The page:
Two hinges allow the lid to rotate 360 degrees, so you can use the Chromebook Plus V2 in Laptop, Stand, Tent, or Tablet mode. Once you rotate past 180 degrees, the operating system automatically shifts into Tablet mode, which banishes the cursor and offers up the onscreen keyboard whenever you select a text field. I appreciate that Samsung placed rubber feet on the the keyboard deck to prevent sliding around on a tabletop when it’s in Stand or Tablet mode. The Chromebook Plus V2’s sturdy design also means that the screen bounces very little when you tap on it or write on it with the included stylus.
When you’re ready to use the stylus for drawing, sketching, taking notes, or other similar tasks, you can pop it out of its internal niche on the right edge of the laptop. It’s not a full-size pen, and it feels flimsy, even bending slightly if you try to force it in the slot incorrectly, but it’s remarkably full-featured for being included on a $600 laptop at no additional cost. There’s pressure sensitivity, a fine tip, and excellent palm rejection when you’re resting your palm on the screen while you write.
Second Camera, Generous I/O
One of the key additions to the Chromebook Plus V2 is a second camera. In addition to the main camera located above the screen, there’s a second one in the upper left corner of the keyboard deck, near the Escape key. This is especially useful for students who are taking notes in class in Tablet mode and need to capture a quick snapshot of the teacher’s whiteboard scribblings before he or she erases them.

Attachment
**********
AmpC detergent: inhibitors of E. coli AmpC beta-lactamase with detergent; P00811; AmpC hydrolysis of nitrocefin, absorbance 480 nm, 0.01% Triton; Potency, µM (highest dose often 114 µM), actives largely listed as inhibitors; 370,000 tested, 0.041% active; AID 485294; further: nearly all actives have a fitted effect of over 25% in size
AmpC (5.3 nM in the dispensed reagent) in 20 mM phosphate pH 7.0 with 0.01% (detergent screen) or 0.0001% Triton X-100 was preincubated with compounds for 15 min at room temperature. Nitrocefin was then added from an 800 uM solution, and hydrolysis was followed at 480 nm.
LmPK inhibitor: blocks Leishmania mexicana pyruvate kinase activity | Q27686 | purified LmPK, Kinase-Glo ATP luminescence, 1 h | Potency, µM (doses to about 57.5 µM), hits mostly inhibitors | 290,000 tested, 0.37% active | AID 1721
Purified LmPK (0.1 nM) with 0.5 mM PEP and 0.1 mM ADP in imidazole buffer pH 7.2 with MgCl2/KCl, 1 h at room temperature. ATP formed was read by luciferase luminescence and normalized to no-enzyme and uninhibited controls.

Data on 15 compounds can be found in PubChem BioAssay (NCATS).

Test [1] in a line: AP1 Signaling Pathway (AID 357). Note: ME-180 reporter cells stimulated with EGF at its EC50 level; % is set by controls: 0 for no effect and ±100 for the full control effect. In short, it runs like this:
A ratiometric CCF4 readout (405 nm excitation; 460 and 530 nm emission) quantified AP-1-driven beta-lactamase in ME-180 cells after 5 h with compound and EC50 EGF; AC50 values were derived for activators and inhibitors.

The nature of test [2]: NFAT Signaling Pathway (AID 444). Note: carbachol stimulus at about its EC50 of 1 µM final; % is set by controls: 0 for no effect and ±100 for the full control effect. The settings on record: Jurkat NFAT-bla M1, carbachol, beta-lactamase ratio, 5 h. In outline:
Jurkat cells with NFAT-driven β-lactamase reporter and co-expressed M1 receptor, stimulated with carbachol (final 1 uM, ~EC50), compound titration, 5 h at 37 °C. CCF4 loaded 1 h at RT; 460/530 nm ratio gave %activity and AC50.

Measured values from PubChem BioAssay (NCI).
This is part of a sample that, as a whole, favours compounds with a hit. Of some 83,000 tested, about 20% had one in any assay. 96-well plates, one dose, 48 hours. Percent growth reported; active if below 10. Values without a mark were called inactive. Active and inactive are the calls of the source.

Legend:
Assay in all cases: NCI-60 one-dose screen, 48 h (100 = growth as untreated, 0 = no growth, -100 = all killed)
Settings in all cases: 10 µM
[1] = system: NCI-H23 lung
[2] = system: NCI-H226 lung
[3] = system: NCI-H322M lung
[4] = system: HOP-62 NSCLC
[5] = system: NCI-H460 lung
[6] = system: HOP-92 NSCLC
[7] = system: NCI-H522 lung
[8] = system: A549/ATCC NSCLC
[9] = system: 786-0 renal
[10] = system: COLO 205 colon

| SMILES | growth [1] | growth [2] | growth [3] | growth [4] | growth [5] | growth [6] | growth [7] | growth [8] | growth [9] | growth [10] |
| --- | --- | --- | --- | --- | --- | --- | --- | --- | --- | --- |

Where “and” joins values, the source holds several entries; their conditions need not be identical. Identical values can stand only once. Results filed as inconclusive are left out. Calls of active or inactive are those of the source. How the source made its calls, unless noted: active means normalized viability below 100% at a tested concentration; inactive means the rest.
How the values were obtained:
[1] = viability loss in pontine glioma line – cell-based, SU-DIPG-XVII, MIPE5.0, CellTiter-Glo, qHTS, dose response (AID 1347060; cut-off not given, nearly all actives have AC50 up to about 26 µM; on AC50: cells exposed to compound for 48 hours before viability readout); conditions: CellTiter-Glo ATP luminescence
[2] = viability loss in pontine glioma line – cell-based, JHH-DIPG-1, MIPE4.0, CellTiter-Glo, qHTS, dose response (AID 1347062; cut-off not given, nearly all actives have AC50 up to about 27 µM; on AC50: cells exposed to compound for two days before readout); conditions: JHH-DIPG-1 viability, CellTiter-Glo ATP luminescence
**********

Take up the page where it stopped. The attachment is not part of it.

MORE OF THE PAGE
The keyboard camera has a resolution of 13 megapixels (MP), which makes for reasonable-quality still photos in good lighting conditions. The top camera has a lower 1MP sensor, but in my testing it offered better video quality than the keyboard cam, which should come in handy for Skype video calls.
Unfortunately, the keyboard and touchpad are both cramped and uncomfortable to use for extended sessions. Although sturdy, the keys have very shallow travel, and they’re smaller than the keys on 13-inch laptops like the Yoga C930. I typed about half of this story on the keys before giving up in frustration. Note also that, like on other Chromebooks, the standard keyboard layout differs from a typical Mac or Windows layout. Instead of a Command or Windows key to the left of the space bar, you get giant Control and Alt keys. The top row of function keys offers the standard brightness and volume controls, but it also features Refresh, Back, and Forward keys for navigating through web pages, a nod to the web-centric nature of Chrome OS.
The touchpad is small and lacks physical buttons. Worse, there’s very little in the way of customization options, such as multi-touch gestures or sensitivity levels. This is mostly a limitation of Chrome OS, and it is similar to what you’ll find on other Chromebooks.
Input and output options are quite generous for a laptop with such a diminutive stature. Two USB Type-C ports are along the left edge, either of which can be used to charge the Chromebook Plus V2 or serve as video outputs if you have a DisplayPort or HDMI adapter. I connected one of the ports to an external 27-inch full HD display and found that the Chromebook Plus V2 had no trouble recognizing it and pushing smooth output to it.
Samsung added a USB 3.0 port, missing on the original Chromebook Plus, to the right edge. This will come in handy for connecting an external mouse or keyboard without having to use an adapter. The right edge also features the power button and a volume rocker, a common configuration on 2-in-1 convertibles that lets you turn the system on or off without rotating it into Laptop mode for access to a conventionally placed power button on the keyboard.